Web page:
Many ask, "How do I find the right path for me?" This is especially true for young adults who are wondering how to spend their lives while following Christ. What is the right job, should I get married, or even should I go to a monastery.
Elder Paisios has much to say on this subject. His first advice to those who are young is to finish their studies. He says, "First they have to concentrate on their degree; then on getting a job." He adds that if one's direction in life is not yet clear then they should continue with their studies and "Later on, pursue what has matured within them and brings them peace."
God has given mankind a free will. He will never take this away from us. He allows each of us to follow a path that is unique and that will bring each one peace. God will not force us. So how do we help those seeking advice about what to do with their lives? Elder paisios says,
"The parents, the Spiritual Fathers and teachers ought to help the young to select a vocation inline with their capabilities and to follow their natural inclination, without influencing them or strangling that inclination."The path must be one that each person choses for himself. We can observe the unique gifts God has given a person and encourage them to use these gifts. But we can only express our opinions and then help them achieve what they have chosen themselves. Elder Paisios clearly advises, "The decision about which life they will follow has to be their own."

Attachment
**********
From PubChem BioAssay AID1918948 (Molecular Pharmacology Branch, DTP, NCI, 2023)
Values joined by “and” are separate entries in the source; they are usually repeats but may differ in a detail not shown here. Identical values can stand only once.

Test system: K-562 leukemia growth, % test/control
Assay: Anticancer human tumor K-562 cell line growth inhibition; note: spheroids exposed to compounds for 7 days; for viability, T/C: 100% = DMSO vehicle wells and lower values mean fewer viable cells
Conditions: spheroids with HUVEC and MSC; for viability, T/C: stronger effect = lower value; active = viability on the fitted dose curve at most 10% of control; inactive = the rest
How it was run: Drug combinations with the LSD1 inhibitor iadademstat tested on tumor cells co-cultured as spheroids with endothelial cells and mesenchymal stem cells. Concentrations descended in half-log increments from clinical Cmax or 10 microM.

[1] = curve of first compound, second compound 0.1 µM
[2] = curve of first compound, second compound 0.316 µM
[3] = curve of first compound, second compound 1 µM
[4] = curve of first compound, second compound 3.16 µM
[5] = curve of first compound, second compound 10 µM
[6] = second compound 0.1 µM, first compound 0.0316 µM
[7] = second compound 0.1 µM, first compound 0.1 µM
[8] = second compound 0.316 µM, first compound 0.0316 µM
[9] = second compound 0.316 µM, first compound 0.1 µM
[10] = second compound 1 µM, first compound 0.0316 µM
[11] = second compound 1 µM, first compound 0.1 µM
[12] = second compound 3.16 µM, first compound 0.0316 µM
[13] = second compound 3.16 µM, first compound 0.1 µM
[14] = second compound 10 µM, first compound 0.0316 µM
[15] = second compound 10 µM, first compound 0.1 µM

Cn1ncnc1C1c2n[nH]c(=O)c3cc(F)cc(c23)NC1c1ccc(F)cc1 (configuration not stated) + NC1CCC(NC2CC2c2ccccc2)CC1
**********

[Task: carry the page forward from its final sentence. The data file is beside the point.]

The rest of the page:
What we can do in assisting them is to remove from their path what is harmful and what may destroy their inner peace encouraging living always in harmony with God, with the joy of being close to Him. Our main concern should be about their salvation and not their career.
If you trust in Christ and follow His commandments you have nothing to fear. Life is never a straight path but one that we are continually seeking clues for the next steps.
Remember always what Elder Paisios says, "Consider what puts you more at peace and choose that."
Reference: Elder Paisios of Mount Athos Spiritual Councils IV: Family Life, pp 22-28